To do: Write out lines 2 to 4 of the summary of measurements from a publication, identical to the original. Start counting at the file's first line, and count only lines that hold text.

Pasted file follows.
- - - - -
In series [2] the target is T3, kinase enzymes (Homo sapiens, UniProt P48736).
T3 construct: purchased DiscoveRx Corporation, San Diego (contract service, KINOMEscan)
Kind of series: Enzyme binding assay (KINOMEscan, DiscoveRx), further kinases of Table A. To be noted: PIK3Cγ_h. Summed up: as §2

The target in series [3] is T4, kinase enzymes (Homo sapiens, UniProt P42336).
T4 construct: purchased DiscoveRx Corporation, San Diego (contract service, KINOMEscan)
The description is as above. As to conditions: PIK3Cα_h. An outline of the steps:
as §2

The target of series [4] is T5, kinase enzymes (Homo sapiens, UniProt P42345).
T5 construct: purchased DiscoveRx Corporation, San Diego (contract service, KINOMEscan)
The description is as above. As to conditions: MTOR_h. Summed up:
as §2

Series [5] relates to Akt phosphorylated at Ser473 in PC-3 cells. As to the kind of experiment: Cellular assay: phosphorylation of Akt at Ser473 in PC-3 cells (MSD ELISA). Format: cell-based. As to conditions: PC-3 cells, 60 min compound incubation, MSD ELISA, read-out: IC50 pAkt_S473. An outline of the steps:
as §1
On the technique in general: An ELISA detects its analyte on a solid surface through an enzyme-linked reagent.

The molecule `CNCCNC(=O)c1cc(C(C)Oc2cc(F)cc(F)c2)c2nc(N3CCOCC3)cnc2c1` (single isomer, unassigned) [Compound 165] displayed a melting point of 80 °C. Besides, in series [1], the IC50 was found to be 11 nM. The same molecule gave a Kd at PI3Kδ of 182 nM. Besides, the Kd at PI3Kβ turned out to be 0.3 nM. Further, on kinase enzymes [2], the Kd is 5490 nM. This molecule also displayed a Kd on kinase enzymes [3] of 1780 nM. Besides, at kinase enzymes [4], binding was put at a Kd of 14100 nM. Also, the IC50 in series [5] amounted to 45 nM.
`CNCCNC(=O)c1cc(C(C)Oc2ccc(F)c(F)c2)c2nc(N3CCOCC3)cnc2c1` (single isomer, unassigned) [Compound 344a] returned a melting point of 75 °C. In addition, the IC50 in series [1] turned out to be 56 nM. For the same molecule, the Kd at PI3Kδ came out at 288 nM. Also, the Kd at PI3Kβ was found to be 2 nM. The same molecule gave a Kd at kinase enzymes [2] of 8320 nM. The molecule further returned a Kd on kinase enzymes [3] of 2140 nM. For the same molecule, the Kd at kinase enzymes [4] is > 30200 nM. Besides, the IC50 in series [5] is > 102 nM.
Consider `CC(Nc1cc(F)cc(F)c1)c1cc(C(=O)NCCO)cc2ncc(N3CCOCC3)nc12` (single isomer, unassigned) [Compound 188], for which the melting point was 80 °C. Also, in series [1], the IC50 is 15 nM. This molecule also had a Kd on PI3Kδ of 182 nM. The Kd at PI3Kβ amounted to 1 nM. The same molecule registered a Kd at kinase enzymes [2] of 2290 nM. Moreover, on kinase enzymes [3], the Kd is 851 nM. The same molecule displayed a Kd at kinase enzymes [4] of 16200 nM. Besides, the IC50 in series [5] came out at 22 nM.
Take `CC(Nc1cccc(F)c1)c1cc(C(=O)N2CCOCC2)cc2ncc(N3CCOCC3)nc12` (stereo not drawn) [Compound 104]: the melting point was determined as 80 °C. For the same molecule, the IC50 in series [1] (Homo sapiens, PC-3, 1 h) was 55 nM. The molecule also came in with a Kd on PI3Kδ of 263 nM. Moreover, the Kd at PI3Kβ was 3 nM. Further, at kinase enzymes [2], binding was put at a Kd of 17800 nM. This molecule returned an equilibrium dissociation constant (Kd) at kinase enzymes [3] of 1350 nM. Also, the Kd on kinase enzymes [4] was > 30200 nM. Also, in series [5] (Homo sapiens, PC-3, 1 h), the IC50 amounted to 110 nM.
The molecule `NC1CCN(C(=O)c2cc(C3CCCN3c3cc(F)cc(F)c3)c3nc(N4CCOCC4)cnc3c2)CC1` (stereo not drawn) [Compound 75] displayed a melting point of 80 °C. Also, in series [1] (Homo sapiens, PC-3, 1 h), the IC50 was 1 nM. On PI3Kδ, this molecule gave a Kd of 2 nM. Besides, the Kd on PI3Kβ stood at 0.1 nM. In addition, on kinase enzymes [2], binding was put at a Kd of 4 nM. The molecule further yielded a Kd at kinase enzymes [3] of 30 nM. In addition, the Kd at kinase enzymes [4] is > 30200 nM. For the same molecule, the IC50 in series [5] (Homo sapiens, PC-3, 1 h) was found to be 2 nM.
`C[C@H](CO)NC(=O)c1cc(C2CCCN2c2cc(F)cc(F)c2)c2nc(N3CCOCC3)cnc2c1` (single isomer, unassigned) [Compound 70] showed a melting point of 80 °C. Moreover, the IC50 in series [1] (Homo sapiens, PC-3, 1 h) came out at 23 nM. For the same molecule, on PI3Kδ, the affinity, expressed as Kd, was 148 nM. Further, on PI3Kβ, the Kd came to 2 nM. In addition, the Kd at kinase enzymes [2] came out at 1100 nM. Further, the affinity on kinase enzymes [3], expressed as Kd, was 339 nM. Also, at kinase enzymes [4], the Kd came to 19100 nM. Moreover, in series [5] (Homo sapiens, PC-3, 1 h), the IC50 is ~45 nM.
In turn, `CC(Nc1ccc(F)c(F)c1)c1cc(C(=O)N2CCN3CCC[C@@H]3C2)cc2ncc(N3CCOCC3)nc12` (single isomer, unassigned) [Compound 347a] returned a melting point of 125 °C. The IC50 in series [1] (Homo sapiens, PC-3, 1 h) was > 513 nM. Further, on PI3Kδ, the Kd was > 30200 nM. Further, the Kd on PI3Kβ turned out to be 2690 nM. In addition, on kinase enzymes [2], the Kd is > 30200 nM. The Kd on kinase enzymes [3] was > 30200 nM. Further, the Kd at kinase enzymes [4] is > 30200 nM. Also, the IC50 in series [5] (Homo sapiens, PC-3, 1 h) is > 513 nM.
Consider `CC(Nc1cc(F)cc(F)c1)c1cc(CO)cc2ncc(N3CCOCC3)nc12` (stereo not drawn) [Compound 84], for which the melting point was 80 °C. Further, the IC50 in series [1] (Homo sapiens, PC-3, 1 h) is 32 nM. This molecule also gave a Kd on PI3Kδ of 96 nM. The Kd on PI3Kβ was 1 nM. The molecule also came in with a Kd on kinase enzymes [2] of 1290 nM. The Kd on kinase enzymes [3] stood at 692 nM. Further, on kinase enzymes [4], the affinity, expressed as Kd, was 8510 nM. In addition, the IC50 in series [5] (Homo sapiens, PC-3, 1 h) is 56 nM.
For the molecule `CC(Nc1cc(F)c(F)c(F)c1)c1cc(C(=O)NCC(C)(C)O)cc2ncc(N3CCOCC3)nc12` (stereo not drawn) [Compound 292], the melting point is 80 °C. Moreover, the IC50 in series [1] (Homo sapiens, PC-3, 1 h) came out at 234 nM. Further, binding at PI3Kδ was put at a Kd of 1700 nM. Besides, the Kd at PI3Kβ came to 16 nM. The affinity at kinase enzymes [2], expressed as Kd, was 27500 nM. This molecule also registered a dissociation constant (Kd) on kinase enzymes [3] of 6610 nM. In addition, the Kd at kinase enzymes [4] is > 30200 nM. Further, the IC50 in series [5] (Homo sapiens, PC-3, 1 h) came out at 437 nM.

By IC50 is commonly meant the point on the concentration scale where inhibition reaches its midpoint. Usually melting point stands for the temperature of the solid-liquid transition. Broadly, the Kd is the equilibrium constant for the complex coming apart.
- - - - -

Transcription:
T3 construct: purchased DiscoveRx Corporation, San Diego (contract service, KINOMEscan)
Kind of series: Enzyme binding assay (KINOMEscan, DiscoveRx), further kinases of Table A. To be noted: PIK3Cγ_h. Summed up: as §2

The target in series [3] is T4, kinase enzymes (Homo sapiens, UniProt P42336).